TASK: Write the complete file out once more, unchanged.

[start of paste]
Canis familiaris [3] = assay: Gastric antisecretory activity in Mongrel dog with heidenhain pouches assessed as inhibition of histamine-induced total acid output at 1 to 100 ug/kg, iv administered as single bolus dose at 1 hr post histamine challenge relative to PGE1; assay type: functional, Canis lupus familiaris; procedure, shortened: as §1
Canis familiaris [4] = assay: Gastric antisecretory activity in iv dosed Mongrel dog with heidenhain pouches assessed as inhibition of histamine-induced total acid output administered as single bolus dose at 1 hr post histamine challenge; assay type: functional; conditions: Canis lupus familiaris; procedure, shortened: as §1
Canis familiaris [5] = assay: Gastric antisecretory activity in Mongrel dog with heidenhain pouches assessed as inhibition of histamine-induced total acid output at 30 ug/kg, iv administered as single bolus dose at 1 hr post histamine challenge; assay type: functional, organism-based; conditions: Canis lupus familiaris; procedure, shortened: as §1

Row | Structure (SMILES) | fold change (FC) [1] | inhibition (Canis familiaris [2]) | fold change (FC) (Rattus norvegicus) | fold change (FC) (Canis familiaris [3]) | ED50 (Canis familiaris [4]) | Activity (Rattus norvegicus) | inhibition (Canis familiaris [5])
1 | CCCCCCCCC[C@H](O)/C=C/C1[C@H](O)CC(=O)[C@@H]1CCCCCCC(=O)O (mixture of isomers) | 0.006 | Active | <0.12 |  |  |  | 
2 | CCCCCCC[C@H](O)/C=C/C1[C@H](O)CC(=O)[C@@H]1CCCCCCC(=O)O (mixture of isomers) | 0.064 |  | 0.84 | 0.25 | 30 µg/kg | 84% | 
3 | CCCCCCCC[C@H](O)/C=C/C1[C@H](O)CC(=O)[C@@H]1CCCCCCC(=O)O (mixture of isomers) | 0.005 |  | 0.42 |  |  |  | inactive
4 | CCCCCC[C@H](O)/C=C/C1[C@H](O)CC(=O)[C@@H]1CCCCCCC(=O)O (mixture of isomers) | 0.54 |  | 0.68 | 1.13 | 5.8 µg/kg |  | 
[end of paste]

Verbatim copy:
Canis familiaris [3] = assay: Gastric antisecretory activity in Mongrel dog with heidenhain pouches assessed as inhibition of histamine-induced total acid output at 1 to 100 ug/kg, iv administered as single bolus dose at 1 hr post histamine challenge relative to PGE1; assay type: functional, Canis lupus familiaris; procedure, shortened: as §1
Canis familiaris [4] = assay: Gastric antisecretory activity in iv dosed Mongrel dog with heidenhain pouches assessed as inhibition of histamine-induced total acid output administered as single bolus dose at 1 hr post histamine challenge; assay type: functional; conditions: Canis lupus familiaris; procedure, shortened: as §1
Canis familiaris [5] = assay: Gastric antisecretory activity in Mongrel dog with heidenhain pouches assessed as inhibition of histamine-induced total acid output at 30 ug/kg, iv administered as single bolus dose at 1 hr post histamine challenge; assay type: functional, organism-based; conditions: Canis lupus familiaris; procedure, shortened: as §1

Row | Structure (SMILES) | fold change (FC) [1] | inhibition (Canis familiaris [2]) | fold change (FC) (Rattus norvegicus) | fold change (FC) (Canis familiaris [3]) | ED50 (Canis familiaris [4]) | Activity (Rattus norvegicus) | inhibition (Canis familiaris [5])
1 | CCCCCCCCC[C@H](O)/C=C/C1[C@H](O)CC(=O)[C@@H]1CCCCCCC(=O)O (mixture of isomers) | 0.006 | Active | <0.12 |  |  |  | 
2 | CCCCCCC[C@H](O)/C=C/C1[C@H](O)CC(=O)[C@@H]1CCCCCCC(=O)O (mixture of isomers) | 0.064 |  | 0.84 | 0.25 | 30 µg/kg | 84% | 
3 | CCCCCCCC[C@H](O)/C=C/C1[C@H](O)CC(=O)[C@@H]1CCCCCCC(=O)O (mixture of isomers) | 0.005 |  | 0.42 |  |  |  | inactive
4 | CCCCCC[C@H](O)/C=C/C1[C@H](O)CC(=O)[C@@H]1CCCCCCC(=O)O (mixture of isomers) | 0.54 |  | 0.68 | 1.13 | 5.8 µg/kg |  | 